Rossese: Winemaker Randall Grahm describes Rossese

What is Rossese? Rossese is a red wine grape grown in Liguria in Italy that makes light bodied wines not unlike Grignolino. Winemaker Randall Grahm of Bonny Doon Vineyards talks about this “wonderfully wierd” variety that is a missing link between France and Italy.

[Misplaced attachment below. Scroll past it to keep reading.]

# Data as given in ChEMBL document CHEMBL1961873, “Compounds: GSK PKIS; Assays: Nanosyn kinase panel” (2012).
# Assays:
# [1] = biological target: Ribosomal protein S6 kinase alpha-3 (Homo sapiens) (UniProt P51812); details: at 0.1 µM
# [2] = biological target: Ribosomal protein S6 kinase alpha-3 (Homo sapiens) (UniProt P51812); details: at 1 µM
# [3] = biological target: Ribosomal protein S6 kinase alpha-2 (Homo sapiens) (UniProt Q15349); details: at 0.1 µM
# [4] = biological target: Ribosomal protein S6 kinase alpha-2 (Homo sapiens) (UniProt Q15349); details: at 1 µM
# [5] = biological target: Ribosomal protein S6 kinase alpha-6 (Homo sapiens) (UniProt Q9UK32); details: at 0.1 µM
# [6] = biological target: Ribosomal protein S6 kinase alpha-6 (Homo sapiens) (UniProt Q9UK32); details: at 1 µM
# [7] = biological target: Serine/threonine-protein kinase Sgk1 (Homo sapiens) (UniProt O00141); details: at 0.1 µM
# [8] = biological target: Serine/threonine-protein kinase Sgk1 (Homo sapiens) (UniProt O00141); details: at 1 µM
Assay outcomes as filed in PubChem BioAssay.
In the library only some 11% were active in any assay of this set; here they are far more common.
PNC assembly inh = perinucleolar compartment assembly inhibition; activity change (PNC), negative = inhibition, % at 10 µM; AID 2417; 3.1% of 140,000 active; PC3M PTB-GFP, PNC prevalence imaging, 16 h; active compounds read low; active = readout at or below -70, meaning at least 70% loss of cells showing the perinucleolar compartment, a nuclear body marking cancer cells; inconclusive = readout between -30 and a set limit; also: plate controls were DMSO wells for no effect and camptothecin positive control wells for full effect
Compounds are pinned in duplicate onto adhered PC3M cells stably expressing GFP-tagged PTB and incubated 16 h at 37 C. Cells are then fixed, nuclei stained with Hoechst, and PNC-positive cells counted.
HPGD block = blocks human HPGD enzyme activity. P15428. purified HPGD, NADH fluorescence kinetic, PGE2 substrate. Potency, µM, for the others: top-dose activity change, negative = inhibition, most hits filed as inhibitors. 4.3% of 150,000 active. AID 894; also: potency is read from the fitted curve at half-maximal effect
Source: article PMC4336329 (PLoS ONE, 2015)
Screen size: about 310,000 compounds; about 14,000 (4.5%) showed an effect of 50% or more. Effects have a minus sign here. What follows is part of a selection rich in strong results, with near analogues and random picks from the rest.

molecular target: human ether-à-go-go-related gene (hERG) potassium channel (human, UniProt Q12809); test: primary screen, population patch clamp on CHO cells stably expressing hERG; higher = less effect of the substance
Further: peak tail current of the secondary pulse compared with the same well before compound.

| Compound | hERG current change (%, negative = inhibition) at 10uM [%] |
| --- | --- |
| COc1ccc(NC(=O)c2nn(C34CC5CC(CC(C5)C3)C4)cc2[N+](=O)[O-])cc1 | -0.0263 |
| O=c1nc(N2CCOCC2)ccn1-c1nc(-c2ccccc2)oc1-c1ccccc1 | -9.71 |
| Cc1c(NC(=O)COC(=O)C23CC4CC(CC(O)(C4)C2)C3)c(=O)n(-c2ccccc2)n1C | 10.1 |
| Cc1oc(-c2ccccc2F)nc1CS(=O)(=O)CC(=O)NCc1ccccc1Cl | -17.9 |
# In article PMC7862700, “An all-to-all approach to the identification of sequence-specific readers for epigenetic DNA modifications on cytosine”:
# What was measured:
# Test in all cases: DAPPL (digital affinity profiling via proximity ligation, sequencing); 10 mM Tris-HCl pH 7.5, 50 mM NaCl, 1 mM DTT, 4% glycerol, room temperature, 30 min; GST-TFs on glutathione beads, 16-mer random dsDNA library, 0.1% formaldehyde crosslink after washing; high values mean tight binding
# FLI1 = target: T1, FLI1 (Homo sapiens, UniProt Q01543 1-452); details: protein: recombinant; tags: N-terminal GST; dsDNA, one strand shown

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Rossese is a fabulous weird grape it’s grown in liguria which is right on the coast of Mediterranean near Genoa it makes it typically a light color red wine very fragrant very aromatic herbal replete with what is called a garrigue or the vegetation of the area to my great delight I recently learned that Ruché, or Rossese a is genetically identical to another great that I love grown in Provence which is called Tibouren and I love Tibouren and I love Rossese but never figured out but they want to same great but but they are apparently well as I said it’s kind of light bodied it’s a little bit like a Grignolino know maybe a little darker in color slightly astringent but again a wonderful mineral depth to it you can think about Rossese as sort of the missing link between France and Italy French wine grapes and Italian wine grapes are are often very different other so many of them but in general they have a different structure different tannic structure French wines are very soft and lower acid by and large Italian grapes are edgier, harder or higher acidity and roses is kind of that funny missing link that seems to be halfway between Piemonte and the Rhone so it’s got kind of the softness and lushness of the Rhone grapes and kind of a little bit of the edginess of the grapes of piemonte Rossese, well in France where it’s called Tiburon it’s they make it as a rose as a pink wine it’s a beautiful beautiful great to use as a rose a occasionally it’s made as a red. only rare occurrences doesn’t develop enough color and body to be made as a as a red wine but when it’s made as a red wine it’s it’s utterly exquisite it has kind of the body of a Burgundy, of a Pinot Noir so it’s not a deep deeply structured wine but enchanting so game and cheeses? cheese’s wild mushrooms lighter dishes anything you do where you use Pinot Noir I think would work really well

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